A taste for yogurt leads to research — Brookhaven Academy sophomore excels in science
Lucie LeBlanc’s scientific epiphany came while eating yogurt.
The Brookhaven Academy sophomore’s creamy snack got her to wondering if the claims that yogurt is good for digestion are true, and if so, which types and brands work best.
The quest to solve the mystery has turned the 16-year-old into a scientific researcher.
LeBlanc, the daughter of Mark and Dorothy LeBlanc, will be attending the International Science and Engineering Fair in Pennsylvania this month as a student observer. She’ll be joined by BA students, eighth-grader Emily Hood and freshman McLain Boyd.
ISEF is a prestigious competition that unites the top young scientific minds, showcasing their talents on an international stage, where doctoral-level scientists review and judge their work.
Each year, approximately 1,800 high school students from more than 75 countries, regions, and territories are awarded the opportunity to showcase their independent research and compete for on average $5 million in prizes at Intel ISEF. The competition focuses on identifying, inspiring, and engaging the world’s next STEM generation.
LeBlanc, Hood and Boyd will observe the action at the fair and LeBlanc will learn the best ways to present a project so she’ll be ready for the competition next year.
Hood’s mother, Leslie Hood, is LeBlanc’s biology instructor. This is her second year as LeBlanc’s teacher.
“It’s set up so that when you do this program, they tell them how to better the project,” Leslie Hood said. “Lucie’s project is already great, but she’s going to continue working on it this summer.”
Hood said she has enjoyed being LeBlanc’s teacher for the past two years.
“She is the type of student a teacher wants in her class,” Hood said.
She’s seen the teen’s confidence grow as she’s immersed herself in probiotic research. The process she’s learned has also helped her in other classes because she’s able to read faster and comprehend more.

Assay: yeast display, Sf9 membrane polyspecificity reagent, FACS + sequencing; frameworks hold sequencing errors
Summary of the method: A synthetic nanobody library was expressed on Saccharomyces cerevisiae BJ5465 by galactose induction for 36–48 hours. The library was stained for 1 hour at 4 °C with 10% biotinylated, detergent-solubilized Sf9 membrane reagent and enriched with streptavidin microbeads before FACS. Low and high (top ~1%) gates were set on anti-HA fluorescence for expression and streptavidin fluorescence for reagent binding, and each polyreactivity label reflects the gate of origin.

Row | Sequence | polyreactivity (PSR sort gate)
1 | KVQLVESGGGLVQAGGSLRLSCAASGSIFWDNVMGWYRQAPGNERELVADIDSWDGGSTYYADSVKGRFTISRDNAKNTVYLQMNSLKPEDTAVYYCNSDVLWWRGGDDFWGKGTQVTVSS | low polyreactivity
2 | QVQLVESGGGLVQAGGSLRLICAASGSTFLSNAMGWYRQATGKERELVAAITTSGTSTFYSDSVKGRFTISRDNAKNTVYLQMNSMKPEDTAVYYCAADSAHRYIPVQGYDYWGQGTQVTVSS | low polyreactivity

Hood is looking forward to LeBlanc’s junior and senior years when the researcher will compete at the international fair. She’ll have much more research completed and will be able to tell how the proteins work to prevent salmonella poisoning.
She’s spending time this summer with Janet Donaldson, the chairwoman of the biological sciences department at the University of Southern Mississippi.
“Lucie’s project was looking at probiotics isolated from commercial yogurts to see if they had an ability to work as a defender against pathogens,” Donaldson said. “Her work identified that not all products behave the same way. The goal was to determine whether these probiotics could be used to fight against specific infections. She was a wonderful student to work with, very kind and intelligent. An absolute pleasure to have in the laboratory.”
Donaldson was impressed with the quality of LeBlanc’s work and the dedication she shows to her project.
“This is similar research to what I am doing in my laboratory, so it was a natural fit for Lucie to work with my lab,” she said.
LeBlanc said Donaldson has helped take her research project to the next level.
Working on this project has created a passion for research in the teenager. She likes solving the mystery.
“There’s not guidelines I have to follow. I get to ask the questions. I’m the one in charge,” she said. “It’s just a big puzzle you get to solve and I really enjoy it.”
LeBlanc wants to pursue research as a career and possibly work in a lab. If that’s not God’s plan for her, she said she would like to become a professor and teach.
At BA, LeBlanc is also involved with athletics. She plays soccer and runs cross country and track. She hopes to run a half marathon in November.
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